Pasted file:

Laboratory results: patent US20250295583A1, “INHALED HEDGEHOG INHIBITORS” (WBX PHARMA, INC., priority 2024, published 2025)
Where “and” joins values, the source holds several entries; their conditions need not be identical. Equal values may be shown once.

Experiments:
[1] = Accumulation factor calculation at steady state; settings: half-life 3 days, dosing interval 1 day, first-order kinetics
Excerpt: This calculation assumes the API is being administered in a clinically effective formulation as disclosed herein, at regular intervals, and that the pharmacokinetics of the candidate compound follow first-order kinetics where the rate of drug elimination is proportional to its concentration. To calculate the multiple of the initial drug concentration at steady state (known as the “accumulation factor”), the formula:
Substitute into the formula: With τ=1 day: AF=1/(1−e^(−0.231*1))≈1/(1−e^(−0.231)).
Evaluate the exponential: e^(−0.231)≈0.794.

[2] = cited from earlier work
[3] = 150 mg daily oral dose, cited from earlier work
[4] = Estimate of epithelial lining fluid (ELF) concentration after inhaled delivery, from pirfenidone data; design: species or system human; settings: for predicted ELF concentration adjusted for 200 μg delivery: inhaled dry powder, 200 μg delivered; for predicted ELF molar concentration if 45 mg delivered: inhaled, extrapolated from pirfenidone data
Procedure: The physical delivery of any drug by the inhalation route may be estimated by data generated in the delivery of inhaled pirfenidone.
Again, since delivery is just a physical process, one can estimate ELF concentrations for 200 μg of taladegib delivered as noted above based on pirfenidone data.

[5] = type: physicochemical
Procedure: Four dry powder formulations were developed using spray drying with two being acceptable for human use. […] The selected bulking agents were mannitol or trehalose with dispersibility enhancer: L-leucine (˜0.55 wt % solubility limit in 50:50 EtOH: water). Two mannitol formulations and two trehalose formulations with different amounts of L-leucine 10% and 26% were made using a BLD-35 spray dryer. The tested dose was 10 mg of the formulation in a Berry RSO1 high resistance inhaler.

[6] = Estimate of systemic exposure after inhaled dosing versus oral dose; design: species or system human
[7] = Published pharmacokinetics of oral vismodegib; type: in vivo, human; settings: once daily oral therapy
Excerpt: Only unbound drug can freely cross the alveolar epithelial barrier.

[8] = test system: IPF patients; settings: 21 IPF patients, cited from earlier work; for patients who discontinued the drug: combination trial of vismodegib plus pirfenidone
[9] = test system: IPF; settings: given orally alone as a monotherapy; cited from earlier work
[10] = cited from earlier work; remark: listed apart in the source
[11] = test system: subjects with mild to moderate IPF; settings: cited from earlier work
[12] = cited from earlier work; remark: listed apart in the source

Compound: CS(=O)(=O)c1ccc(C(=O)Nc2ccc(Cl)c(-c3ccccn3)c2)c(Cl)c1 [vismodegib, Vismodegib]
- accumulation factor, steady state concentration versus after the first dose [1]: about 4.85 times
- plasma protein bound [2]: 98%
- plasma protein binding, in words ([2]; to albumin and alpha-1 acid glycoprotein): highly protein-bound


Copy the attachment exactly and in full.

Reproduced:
Laboratory results: patent US20250295583A1, “INHALED HEDGEHOG INHIBITORS” (WBX PHARMA, INC., priority 2024, published 2025)
Where “and” joins values, the source holds several entries; their conditions need not be identical. Equal values may be shown once.

Experiments:
[1] = Accumulation factor calculation at steady state; settings: half-life 3 days, dosing interval 1 day, first-order kinetics
Excerpt: This calculation assumes the API is being administered in a clinically effective formulation as disclosed herein, at regular intervals, and that the pharmacokinetics of the candidate compound follow first-order kinetics where the rate of drug elimination is proportional to its concentration. To calculate the multiple of the initial drug concentration at steady state (known as the “accumulation factor”), the formula:
Substitute into the formula: With τ=1 day: AF=1/(1−e^(−0.231*1))≈1/(1−e^(−0.231)).
Evaluate the exponential: e^(−0.231)≈0.794.

[2] = cited from earlier work
[3] = 150 mg daily oral dose, cited from earlier work
[4] = Estimate of epithelial lining fluid (ELF) concentration after inhaled delivery, from pirfenidone data; design: species or system human; settings: for predicted ELF concentration adjusted for 200 μg delivery: inhaled dry powder, 200 μg delivered; for predicted ELF molar concentration if 45 mg delivered: inhaled, extrapolated from pirfenidone data
Procedure: The physical delivery of any drug by the inhalation route may be estimated by data generated in the delivery of inhaled pirfenidone.
Again, since delivery is just a physical process, one can estimate ELF concentrations for 200 μg of taladegib delivered as noted above based on pirfenidone data.

[5] = type: physicochemical
Procedure: Four dry powder formulations were developed using spray drying with two being acceptable for human use. […] The selected bulking agents were mannitol or trehalose with dispersibility enhancer: L-leucine (˜0.55 wt % solubility limit in 50:50 EtOH: water). Two mannitol formulations and two trehalose formulations with different amounts of L-leucine 10% and 26% were made using a BLD-35 spray dryer. The tested dose was 10 mg of the formulation in a Berry RSO1 high resistance inhaler.

[6] = Estimate of systemic exposure after inhaled dosing versus oral dose; design: species or system human
[7] = Published pharmacokinetics of oral vismodegib; type: in vivo, human; settings: once daily oral therapy
Excerpt: Only unbound drug can freely cross the alveolar epithelial barrier.

[8] = test system: IPF patients; settings: 21 IPF patients, cited from earlier work; for patients who discontinued the drug: combination trial of vismodegib plus pirfenidone
[9] = test system: IPF; settings: given orally alone as a monotherapy; cited from earlier work
[10] = cited from earlier work; remark: listed apart in the source
[11] = test system: subjects with mild to moderate IPF; settings: cited from earlier work
[12] = cited from earlier work; remark: listed apart in the source

Compound: CS(=O)(=O)c1ccc(C(=O)Nc2ccc(Cl)c(-c3ccccn3)c2)c(Cl)c1 [vismodegib, Vismodegib]
- accumulation factor, steady state concentration versus after the first dose [1]: about 4.85 times
- plasma protein bound [2]: 98%
- plasma protein binding, in words ([2]; to albumin and alpha-1 acid glycoprotein): highly protein-bound